The impact of global ageing is widely acknowledged as having significant implications for health, society, the economy and policy. This has been recognised in policy, strategy and debate within and across organisations as diverse as the UN, the WHO, the EU as well as national, regional and local governments, public, private and third sectors.
Concerns are being raised about how we can ensure older people experience an active and healthy older age and how we can address the needs of the rising numbers of our 'oldest old' populations (those age 85+) who may make significant demands on our health and welfare systems.
Scientists at Lancaster University are making significant contributions to both early diagnosis and alleviation of some of the worst effects of mental and physiological ageing. Our research work encompasses neuro-generative disease (particularly Alzheimer's and Parkinson's), molecular change associated with the ageing process as well as pathological developments associated with disease. We are also working on the design and development of new technologies to support and enhance the health and well-being older people and their care-givers.
Importantly, however it is Lancaster's reputation for inter-disciplinarity that underpins its strength in the field of Ageing Research. Social scientists at Lancaster are playing an important role in contributing to our understanding of how best to address the needs of older people and their carers in ways that are both proactive and conscious of the need to place dignity, choice and independence at the forefront of care and support for older people.
Whilst this work seeks to answer different sorts of questions to those of bioscience and engineering, it is the strength of this interdisciplinary approach that enables us to gain more detailed insights and offer more effective interventions to support a more successful ageing process.
Scientists at Lancaster in partnership with a local NHS Trust have shown that people with Alzheimer's disease have difficulty with one particular type of eye tracking test and this simple test could hold the key to earlier Alzheimer's diagnosis.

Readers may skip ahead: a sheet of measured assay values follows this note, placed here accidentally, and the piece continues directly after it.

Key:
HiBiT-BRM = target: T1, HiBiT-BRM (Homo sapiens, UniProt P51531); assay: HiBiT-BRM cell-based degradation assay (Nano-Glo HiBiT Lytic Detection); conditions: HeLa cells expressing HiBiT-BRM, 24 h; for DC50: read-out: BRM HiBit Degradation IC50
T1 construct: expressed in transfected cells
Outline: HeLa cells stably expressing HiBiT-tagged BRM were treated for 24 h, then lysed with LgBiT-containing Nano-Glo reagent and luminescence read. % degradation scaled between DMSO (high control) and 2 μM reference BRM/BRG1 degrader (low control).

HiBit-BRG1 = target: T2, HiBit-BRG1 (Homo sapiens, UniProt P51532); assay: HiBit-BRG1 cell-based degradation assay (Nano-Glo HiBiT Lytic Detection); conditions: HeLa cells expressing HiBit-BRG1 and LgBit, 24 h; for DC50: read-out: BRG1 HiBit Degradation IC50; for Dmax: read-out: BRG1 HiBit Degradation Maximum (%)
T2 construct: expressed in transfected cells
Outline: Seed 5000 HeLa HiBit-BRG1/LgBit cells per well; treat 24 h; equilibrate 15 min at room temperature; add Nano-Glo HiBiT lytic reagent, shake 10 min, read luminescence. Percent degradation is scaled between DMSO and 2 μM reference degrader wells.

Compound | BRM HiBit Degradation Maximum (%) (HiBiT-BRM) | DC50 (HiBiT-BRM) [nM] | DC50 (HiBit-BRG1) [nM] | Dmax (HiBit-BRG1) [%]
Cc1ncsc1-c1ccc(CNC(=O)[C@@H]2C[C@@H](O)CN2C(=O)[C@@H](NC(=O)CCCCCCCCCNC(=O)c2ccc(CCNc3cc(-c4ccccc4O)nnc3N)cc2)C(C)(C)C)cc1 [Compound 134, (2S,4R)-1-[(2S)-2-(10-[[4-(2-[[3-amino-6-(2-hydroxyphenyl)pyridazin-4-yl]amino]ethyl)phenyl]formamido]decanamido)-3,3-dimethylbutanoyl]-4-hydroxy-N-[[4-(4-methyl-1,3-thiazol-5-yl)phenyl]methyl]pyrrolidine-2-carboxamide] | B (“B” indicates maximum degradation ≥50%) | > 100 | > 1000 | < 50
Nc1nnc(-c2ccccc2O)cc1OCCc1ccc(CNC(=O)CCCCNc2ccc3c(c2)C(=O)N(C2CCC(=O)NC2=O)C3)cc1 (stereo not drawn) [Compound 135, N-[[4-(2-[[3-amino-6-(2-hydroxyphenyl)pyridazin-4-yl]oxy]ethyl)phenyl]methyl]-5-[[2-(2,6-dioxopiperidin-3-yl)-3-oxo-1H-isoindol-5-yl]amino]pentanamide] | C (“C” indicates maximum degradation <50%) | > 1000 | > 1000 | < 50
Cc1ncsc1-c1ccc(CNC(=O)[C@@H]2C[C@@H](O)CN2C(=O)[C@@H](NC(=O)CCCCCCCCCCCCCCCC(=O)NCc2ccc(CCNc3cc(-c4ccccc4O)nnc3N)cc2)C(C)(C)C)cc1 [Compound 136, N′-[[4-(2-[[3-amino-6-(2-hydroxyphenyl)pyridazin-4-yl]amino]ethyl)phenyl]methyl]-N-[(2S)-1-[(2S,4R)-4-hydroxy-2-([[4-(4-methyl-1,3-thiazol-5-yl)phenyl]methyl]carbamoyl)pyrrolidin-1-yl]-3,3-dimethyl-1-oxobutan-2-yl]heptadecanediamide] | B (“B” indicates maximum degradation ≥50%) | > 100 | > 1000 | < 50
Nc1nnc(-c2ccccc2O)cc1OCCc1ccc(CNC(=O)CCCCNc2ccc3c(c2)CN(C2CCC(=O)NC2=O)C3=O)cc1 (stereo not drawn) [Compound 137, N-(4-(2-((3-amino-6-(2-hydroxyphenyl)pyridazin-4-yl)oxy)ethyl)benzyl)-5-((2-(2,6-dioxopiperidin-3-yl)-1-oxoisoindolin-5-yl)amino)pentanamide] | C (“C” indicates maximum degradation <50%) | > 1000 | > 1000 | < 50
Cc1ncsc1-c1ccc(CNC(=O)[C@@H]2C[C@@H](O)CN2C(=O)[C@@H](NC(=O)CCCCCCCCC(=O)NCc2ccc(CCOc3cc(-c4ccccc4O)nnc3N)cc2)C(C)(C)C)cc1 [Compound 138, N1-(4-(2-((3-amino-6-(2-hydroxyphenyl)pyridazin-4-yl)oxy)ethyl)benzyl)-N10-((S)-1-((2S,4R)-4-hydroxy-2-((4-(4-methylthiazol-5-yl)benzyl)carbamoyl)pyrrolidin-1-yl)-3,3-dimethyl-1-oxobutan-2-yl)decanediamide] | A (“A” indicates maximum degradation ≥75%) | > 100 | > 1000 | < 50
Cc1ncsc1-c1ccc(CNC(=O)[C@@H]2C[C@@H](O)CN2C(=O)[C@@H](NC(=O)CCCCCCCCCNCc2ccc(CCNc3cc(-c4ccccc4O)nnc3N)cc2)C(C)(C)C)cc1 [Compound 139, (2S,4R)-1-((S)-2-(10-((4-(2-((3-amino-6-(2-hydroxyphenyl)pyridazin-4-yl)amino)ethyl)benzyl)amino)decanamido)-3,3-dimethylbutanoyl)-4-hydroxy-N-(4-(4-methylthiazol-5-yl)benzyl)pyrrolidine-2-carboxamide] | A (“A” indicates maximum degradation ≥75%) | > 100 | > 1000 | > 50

Detailed eye-tracking measurements, taken from Alzheimer's patients and the control group showed stark contrasts in results. Patients with Alzheimer's made errors 10 times more frequently compared to those in the control groups.
Researchers also measured memory function among those Alzheimer's patients who found the test difficult and were able to show a clear correlation with lower memory function. These new results are potentially very exciting as they demonstrate, for the first time, a connection with the memory impairment that is so often the first noticeable symptom in Alzheimer's disease.
In another development, research at Lancaster has discovered that a commonly prescribed diabetes drug could reverse memory loss and the build-up of plaques on the brain linked to Alzheimer's disease. Results from the study, funded by the Alzheimer's Society, show that liraglutide might be able to reverse some of the damage caused by Alzheimer's disease in the later stages of the condition. Developing new drugs from scratch can take many years and cost millions of pounds so repurposing existing drugs as dementia treatments is an incredibly exciting way of bringing new treatments closer.
These are just two examples of how scientists and social scientists can address common issues from different but equally important perspectives.